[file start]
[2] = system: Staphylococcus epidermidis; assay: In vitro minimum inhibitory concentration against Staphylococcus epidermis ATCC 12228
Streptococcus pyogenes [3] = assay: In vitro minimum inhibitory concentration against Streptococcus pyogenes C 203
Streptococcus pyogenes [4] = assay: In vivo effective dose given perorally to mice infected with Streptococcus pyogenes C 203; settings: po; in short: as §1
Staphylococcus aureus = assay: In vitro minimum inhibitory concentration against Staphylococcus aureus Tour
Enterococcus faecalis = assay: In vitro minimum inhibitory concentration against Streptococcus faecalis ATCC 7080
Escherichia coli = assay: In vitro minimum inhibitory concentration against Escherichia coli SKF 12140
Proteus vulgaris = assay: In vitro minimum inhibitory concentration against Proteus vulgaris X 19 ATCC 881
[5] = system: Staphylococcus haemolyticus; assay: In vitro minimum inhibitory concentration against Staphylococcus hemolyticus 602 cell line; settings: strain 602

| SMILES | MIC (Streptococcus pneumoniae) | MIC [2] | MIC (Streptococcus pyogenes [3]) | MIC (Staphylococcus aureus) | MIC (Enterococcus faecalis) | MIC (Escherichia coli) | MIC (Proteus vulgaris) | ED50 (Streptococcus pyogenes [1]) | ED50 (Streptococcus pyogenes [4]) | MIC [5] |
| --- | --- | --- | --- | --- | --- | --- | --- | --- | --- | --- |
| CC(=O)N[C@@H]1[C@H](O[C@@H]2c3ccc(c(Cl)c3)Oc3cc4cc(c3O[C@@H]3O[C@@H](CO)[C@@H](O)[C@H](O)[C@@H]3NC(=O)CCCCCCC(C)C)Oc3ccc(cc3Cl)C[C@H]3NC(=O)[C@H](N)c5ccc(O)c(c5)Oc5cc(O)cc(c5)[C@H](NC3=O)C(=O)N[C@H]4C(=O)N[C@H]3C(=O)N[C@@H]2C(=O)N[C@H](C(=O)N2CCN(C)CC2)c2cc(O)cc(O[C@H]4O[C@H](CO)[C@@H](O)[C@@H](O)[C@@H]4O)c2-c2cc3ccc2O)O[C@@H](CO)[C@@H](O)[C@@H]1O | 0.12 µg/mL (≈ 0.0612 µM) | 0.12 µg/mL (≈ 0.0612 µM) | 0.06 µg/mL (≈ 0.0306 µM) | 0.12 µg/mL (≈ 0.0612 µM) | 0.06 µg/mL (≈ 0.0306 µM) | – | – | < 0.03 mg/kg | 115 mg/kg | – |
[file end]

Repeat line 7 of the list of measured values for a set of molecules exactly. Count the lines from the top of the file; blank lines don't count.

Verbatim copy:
Proteus vulgaris = assay: In vitro minimum inhibitory concentration against Proteus vulgaris X 19 ATCC 881